#5OnMyTBR | 5 Poetry Books on my TBR list

#5OnMyTBR is a bookish meme hosted by E. @ Local Bee Hunter’s Nook and you can learn more about it here or in the post announcing it. It occurs every Monday when we post about 5 books on our TBR.

This week the topic is Poetry. Though, I do not actually have any poetry books on my TBR, I picked 5 from my favorite poets.

#1 Maya Angelou

I was so moved to hear Maya Angelou read Still I Rise. The way she reads her own works is almost magical – causing me to feel the words as well as hear them.

#2 Robert Frost

The Road Not Taken remains my favorite poem of all-time. It was the first poem to really speak to me. It’s the story of my life:

Two roads diverged in a wood, and I—
I took the one less traveled by,
And that has made all the difference.

#3 Shakespeare

I studied Shakespeare for multiple semesters and I was struck by how timeless his sonnets and plays are. Something written in the 1500’s is as relevant today as it was back then.

Sonnet 27: Weary with toil, I haste me to my bed,
The dear repose for limbs with travel tired;
But then begins a journey in my head,
To work my mind, when body’s work’s expired:
For then my thoughts (from far where I abide)
Intend a zealous pilgrimage to thee,
And keep my drooping eyelids open wide,
Looking on darkness which the blind do see:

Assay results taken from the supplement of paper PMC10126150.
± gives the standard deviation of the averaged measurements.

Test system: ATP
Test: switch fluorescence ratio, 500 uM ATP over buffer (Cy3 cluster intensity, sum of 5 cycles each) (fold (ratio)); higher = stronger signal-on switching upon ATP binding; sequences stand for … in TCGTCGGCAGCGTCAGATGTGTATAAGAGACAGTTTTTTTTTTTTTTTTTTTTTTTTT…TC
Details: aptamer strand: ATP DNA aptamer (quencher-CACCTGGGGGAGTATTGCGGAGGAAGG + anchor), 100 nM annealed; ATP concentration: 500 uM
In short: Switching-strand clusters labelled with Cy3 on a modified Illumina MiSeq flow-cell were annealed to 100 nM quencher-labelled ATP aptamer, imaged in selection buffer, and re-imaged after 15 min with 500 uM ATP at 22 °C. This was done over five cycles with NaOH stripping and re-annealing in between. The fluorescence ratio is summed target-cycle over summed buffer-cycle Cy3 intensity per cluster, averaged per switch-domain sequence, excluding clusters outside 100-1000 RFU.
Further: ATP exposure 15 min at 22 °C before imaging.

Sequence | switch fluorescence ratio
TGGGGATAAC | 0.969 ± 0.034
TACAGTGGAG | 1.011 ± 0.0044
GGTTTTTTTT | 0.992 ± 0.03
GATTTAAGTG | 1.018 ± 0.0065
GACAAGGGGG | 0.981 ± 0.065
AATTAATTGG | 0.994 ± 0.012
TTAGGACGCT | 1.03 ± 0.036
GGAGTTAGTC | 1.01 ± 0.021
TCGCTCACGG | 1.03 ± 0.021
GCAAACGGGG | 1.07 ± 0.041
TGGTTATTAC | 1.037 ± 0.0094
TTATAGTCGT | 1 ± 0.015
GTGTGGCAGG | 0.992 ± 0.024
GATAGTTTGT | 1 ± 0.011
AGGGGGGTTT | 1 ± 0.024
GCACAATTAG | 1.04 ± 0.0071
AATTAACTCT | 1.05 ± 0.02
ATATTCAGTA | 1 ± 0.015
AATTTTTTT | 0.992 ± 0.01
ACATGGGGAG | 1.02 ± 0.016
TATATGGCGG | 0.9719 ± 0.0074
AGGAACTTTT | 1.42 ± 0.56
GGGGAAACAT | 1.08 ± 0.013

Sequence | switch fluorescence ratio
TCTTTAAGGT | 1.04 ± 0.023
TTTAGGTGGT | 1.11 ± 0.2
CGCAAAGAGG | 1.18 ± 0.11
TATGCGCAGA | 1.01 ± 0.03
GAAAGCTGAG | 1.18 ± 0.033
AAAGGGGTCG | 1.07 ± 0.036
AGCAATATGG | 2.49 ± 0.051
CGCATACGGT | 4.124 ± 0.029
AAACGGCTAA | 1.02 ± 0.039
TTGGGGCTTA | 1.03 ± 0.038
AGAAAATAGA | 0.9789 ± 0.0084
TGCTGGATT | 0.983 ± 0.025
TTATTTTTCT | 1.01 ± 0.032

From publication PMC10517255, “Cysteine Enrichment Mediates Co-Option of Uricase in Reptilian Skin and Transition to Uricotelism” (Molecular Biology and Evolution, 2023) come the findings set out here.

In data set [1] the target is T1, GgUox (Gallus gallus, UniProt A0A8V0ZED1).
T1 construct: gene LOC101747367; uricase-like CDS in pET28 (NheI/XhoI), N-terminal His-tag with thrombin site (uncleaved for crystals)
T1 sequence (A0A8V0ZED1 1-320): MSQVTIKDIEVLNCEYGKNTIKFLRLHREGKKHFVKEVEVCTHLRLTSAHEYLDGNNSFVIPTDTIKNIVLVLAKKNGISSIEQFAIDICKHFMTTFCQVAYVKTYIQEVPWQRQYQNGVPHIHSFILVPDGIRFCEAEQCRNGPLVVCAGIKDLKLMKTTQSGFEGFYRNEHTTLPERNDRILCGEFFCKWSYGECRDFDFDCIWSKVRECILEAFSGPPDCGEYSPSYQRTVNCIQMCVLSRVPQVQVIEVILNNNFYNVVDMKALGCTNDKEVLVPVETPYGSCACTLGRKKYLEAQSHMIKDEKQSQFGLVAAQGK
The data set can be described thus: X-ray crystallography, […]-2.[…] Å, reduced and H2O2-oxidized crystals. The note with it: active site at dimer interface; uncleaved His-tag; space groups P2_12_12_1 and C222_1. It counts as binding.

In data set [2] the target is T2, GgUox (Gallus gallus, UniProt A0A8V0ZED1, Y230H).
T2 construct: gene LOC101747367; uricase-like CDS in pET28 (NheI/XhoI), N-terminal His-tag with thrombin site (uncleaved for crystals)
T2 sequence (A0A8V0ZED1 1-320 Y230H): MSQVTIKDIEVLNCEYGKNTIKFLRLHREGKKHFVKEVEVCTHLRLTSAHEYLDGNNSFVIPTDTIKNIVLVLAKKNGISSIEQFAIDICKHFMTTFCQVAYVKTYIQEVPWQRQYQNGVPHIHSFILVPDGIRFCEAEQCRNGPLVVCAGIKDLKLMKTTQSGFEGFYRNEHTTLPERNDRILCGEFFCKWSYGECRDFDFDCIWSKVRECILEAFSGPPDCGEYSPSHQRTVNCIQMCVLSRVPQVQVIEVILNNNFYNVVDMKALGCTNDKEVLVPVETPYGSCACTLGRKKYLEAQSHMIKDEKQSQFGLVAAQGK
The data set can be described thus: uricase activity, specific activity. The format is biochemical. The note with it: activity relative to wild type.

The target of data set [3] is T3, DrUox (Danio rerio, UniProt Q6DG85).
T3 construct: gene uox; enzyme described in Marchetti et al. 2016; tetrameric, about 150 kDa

Save that my soul’s imaginary sight
Presents thy shadow to my sightless view,
Which, like a jewel hung in ghastly night,
Makes black night beauteous and her old face new.
Lo, thus, by day my limbs, by night my mind,
For thee, and for myself, no quiet find.

#4 Robert Burns

Did you know Robert Burns wrote Auld Lang Syne in the 1700’s? –the same Auld Lang Syne that we sing on New Year’s Eve to say goodbye to the old year and welcome in the new.

Should auld acquaintance be forgot,
And never brought to mind?
Should auld acquaintance be forgot,
And auld lang syne?

For auld lang syne, my jo,
For auld lang syne,
We’ll tak a cup o’ kindness yet,
For auld lang syne.

-There are 4 more stanza’s to the poem. Above is the Scots version but it was also translated to English.

#5 John Donne

Anyone that can use the bite of a flea as a metaphor for love should be on this list – don’t you agree?

The Flea


Mark but this flea, and mark in this,   
How little that which thou deniest me is;   
It sucked me first, and now sucks thee,
And in this flea our two bloods mingled be;   
Thou know’st that this cannot be said
A sin, nor shame, nor loss of maidenhead,
    Yet this enjoys before it woo,
    And pampered swells with one blood made of two,
    And this, alas, is more than we would do.

Who are some of your favorite poets?

5 Replies to “#5OnMyTBR | 5 Poetry Books on my TBR list”

  1. Wow. Some classics here, Tessa. Personally, I’d skip Shakespeare just for the need to “translate,” but all the others sound like great choices. Happy Reading.

    Liked by 1 person

    1. If you read enough Shakespeare, you actually get used to the language but it does take some time. I actually took a whole class just on Shakespeare and another on contemporaries of Shakespeare. I’m totally out of practice now though. Have a great week and stay healthy ❤️

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  2. Great choices, Tessa! I need to read more Shakespeare — since I left uni I kind of neglected him. And I remember studying the flea poem! It’s super interesting how something ‘disgusting’ can be used as a metaphor for love 🙂

    Liked by 1 person

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